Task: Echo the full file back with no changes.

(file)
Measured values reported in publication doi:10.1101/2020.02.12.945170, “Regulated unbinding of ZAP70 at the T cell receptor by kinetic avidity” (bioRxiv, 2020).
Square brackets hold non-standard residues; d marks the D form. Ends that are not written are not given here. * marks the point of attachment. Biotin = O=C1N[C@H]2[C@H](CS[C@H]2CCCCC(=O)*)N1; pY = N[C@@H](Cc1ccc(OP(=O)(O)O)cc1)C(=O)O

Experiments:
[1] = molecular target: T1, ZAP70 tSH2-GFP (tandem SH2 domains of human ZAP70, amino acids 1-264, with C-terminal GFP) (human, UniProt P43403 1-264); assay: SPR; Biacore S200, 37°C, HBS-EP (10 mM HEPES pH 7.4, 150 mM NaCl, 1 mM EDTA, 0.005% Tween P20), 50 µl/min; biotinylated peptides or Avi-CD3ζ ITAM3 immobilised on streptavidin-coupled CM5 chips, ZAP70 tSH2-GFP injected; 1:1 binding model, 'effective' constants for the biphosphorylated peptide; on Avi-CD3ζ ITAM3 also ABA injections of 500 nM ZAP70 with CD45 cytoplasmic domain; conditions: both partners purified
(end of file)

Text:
Measured values reported in publication doi:10.1101/2020.02.12.945170, “Regulated unbinding of ZAP70 at the T cell receptor by kinetic avidity” (bioRxiv, 2020).
Square brackets hold non-standard residues; d marks the D form. Ends that are not written are not given here. * marks the point of attachment. Biotin = O=C1N[C@H]2[C@H](CS[C@H]2CCCCC(=O)*)N1; pY = N[C@@H](Cc1ccc(OP(=O)(O)O)cc1)C(=O)O

Experiments:
[1] = molecular target: T1, ZAP70 tSH2-GFP (tandem SH2 domains of human ZAP70, amino acids 1-264, with C-terminal GFP) (human, UniProt P43403 1-264); assay: SPR; Biacore S200, 37°C, HBS-EP (10 mM HEPES pH 7.4, 150 mM NaCl, 1 mM EDTA, 0.005% Tween P20), 50 µl/min; biotinylated peptides or Avi-CD3ζ ITAM3 immobilised on streptavidin-coupled CM5 chips, ZAP70 tSH2-GFP injected; 1:1 binding model, 'effective' constants for the biphosphorylated peptide; on Avi-CD3ζ ITAM3 also ABA injections of 500 nM ZAP70 with CD45 cytoplasmic domain; conditions: both partners purified